When I order coffee with syrup the Barista takes the syrup from a bottle like this:

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He pushes the pump down completely twice. This is too much syrup for me. I only want one complete push or even only half a push down.

What is the word for the unit of pushing the pump down once?


I'd like a caramel macchiato. But with only half a _____ of syrup.

  • 12
    I often hear "shot" in this context. – Jeff Zeitlin Jul 24 '17 at 11:45
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    "Pump" would suffice. I couldn't agree more with you, problemofficer - those syrups are far too sweet for two full pumps. – Vanguard3000 Jul 24 '17 at 14:17
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    Moving away from the "technical" word, I tend to say "...a caramel macchiato, but with half the amount of sugar". That way, even if they normally do 2 pumps, 6 pumps, etc. I don't have to know that to specify the amount of pumps. Just specifying the percentage/amount more generally does it. If I say "...with half the sugar", the barista tends to then say more specifically, "Is 1 [or however many] pump okay?". – BruceWayne Jul 24 '17 at 15:22
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    You can also say "easy on the syrup" or "not too much syrup" or "half the usual amount of syrup." The barrister will probably ask what you mean. – Xanne Jul 24 '17 at 17:34
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    Italian speaker and habitant: Syrup? In coffee? Black coffee with syrup? [gags] Is this syrup, syrup or "liquor"? A tipple of grappa and Sambuca is highly recommended – Mari-Lou A Jul 25 '17 at 9:05

You can refer to a single "amount" as a pump.

Each 7.5 oz. Dial® Liquid Hand Soap bottle provides about 125 pumps per bottle.


Though its OED definition is a bit vague and not as strictly defined, you can find a justification for this usage of "pump" as "the amount produced by a single pumping action":

1.1 (in singular) An instance of moving something by or as if by a pump.
‘the pump of blood to her heart’


Though this speaks about the general act of pumping, rather than a countable noun.

However, it seems within the range of acceptability that the produced amount can be referred to by the act of pumping itself.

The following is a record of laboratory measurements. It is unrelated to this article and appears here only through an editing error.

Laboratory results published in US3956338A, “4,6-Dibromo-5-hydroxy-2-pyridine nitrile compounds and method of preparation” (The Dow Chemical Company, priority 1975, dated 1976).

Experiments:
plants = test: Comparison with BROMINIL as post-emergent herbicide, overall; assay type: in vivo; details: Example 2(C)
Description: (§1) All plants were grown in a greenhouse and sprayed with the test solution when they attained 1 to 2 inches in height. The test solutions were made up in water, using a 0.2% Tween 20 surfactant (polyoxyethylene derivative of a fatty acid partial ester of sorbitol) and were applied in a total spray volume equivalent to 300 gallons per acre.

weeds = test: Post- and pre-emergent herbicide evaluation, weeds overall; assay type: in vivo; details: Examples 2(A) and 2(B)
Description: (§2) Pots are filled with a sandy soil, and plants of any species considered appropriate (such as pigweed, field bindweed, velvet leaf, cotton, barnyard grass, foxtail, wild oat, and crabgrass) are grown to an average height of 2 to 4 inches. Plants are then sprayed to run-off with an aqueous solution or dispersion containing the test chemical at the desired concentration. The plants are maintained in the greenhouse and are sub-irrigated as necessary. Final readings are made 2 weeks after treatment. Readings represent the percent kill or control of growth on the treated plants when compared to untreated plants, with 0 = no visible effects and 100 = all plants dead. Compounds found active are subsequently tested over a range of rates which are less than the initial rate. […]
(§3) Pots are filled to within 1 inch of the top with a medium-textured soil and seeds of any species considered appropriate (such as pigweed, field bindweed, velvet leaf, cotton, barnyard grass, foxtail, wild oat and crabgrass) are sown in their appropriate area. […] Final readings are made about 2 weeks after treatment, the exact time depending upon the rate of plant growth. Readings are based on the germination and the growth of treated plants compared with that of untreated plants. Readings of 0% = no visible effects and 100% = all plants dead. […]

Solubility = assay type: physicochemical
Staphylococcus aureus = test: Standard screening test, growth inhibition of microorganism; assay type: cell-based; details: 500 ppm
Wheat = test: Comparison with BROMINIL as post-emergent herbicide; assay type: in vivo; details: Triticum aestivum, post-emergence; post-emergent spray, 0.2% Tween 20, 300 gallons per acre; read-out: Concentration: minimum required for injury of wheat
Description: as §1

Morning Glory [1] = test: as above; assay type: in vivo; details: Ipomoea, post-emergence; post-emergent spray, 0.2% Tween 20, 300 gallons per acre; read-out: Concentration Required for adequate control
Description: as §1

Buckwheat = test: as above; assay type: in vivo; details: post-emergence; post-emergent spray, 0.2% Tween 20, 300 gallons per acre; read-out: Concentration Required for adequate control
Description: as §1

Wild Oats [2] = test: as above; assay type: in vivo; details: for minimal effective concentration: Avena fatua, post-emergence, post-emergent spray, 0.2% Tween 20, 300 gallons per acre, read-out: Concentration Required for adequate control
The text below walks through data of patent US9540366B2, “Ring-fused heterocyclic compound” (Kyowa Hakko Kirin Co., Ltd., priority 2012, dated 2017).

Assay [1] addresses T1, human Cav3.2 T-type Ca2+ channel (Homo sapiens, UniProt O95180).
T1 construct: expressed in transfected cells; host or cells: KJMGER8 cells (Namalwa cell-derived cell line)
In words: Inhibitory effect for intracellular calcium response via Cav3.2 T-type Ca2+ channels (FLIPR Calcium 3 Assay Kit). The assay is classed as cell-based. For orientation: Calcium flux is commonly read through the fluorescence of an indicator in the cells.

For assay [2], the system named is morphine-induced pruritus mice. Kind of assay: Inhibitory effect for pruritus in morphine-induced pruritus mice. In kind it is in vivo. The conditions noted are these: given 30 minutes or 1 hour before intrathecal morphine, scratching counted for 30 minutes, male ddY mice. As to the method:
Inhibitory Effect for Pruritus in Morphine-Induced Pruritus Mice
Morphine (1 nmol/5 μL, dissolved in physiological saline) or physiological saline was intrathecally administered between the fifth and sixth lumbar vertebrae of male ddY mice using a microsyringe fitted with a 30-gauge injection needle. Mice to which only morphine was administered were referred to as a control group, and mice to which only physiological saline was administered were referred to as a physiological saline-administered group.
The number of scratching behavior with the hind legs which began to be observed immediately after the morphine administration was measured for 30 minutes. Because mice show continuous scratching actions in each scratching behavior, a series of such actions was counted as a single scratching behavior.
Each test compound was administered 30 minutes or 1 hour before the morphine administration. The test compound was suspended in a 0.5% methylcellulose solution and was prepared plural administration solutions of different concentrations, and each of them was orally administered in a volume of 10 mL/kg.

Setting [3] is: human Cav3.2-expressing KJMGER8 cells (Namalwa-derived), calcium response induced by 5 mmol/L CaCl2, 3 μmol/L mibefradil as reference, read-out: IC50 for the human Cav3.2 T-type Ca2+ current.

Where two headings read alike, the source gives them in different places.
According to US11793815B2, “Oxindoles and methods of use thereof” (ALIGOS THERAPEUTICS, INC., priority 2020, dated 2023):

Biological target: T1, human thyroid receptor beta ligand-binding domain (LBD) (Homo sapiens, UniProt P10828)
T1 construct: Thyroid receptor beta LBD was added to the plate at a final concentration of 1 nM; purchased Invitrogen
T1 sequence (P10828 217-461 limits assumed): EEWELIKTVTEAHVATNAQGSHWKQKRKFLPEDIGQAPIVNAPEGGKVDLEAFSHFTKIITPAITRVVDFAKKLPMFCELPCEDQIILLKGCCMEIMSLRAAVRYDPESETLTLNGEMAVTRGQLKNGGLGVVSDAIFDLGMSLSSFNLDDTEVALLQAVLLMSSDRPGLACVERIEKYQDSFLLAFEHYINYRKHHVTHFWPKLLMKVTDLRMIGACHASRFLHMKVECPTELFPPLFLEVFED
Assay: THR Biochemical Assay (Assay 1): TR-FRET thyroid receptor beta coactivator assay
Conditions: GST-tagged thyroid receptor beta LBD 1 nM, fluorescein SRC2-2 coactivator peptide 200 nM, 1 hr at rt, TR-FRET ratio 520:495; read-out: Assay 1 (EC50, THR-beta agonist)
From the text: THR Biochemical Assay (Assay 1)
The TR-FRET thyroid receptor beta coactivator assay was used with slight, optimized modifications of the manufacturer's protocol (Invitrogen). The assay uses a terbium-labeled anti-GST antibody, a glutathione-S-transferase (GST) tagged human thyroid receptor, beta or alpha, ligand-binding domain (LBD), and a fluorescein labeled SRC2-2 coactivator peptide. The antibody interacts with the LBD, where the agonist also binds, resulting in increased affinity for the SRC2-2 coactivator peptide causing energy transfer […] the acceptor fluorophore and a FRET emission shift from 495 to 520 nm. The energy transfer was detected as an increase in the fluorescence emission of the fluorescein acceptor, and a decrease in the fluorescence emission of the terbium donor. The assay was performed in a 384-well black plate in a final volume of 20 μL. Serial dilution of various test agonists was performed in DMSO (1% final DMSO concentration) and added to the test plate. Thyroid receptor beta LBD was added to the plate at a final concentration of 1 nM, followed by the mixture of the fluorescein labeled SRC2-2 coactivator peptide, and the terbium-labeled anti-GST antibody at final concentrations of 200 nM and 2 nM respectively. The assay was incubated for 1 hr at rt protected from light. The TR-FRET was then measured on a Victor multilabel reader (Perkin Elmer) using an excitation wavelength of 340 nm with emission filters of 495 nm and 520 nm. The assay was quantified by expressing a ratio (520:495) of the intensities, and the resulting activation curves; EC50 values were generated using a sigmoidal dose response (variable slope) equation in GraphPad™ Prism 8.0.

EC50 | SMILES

• One pump = the produced amount from pumping once.
  • Two pumps = the produced amount from pumping twice.

It's shorthand for counting how often the act of pumping occurs. Similar usages can be found:

  • Two slices of cheese (you slice twice)
  • A pinch of salt (you pinch once)

However, for these examples, their nouns have been well-defined in the OED by now. I believe that the analogous "pump" simply has not been in common usage enough to warrant adding its definition to the OED.

But its correctness should be analogous to that of "slice" or "pinch". From the comment that was posted, "squeeze" and "squirt" are equally correct for the same reason: it uses the act of doing something to describe the produced result from this act.

  • 10
    Pump is how my barista friend refers to it when she's explaining recipes. – MissMonicaE Jul 24 '17 at 12:35
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    @ChrisH The reference is made to the act of pumping (verb), not the pump (noun). Pedantically looking at its definition, a pump is not even a container; in OP's picture the "pump" is limited to the black plastic tool, not the bottle that it is placed on. "pump could (just about) be taken to mean pump-full" The only basis for your claim that it means "the whole bottle" would be that you consider the whole bottle as a pump (noun), which is simply not the case. A pump-full would describe the amount that you can pump in a single go, i.e. the "pump chamber", not the container it is connected to – Flater Jul 24 '17 at 13:01
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    These dispensers have become ubiquitous in coffee shops where the near-universal term for the amount of one full depression of the device is pump. This is important in coffee orders because customers want to specify a fairly exact amount of whatever syrup they want. An order might ask for something like "two pumps caramel and one pump hazelnut" or something like that. I'm not a coffee drinker and I've always and only used pump for this, as in condiment and soap dispensers. My background is native AmE speaker in the mid-Atlantic region. – Todd Wilcox Jul 24 '17 at 13:24
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    @ChrisH: "[number] pumps" is what real humans actually use. My answer started with an example of a usage. Hence my answer in the first place, the definition is only a further justification as to why this actual usage can be considered correct (though not literally defined in the OED as such). My argument is based on real world usage. – Flater Jul 24 '17 at 13:26
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    @ChrisH: Google search "pumps of" coffee (everything in bold, including the quotes for better results). Also note that I have come across zero instances where "a pump of" meant to empty the entire container. I'm eager to see an example of that in real world usage. – Flater Jul 24 '17 at 14:09

Coffee shops in the UK tend to refer to a shot of syrup.

This presumably originated with the term for a measure of spirits, but is also used for a serving of espresso. That's a similar volume to a serving of syrup so the it's not surprising that the use propagated.

  • 2
    It also (perhaps only coincidentally) alludes to the motion of the liquid as it's dispensed, which when pressurized by a pump tends to "shoot" out of the dispenser. – talrnu Jul 24 '17 at 17:10

protected by tchrist Jul 29 '17 at 20:49

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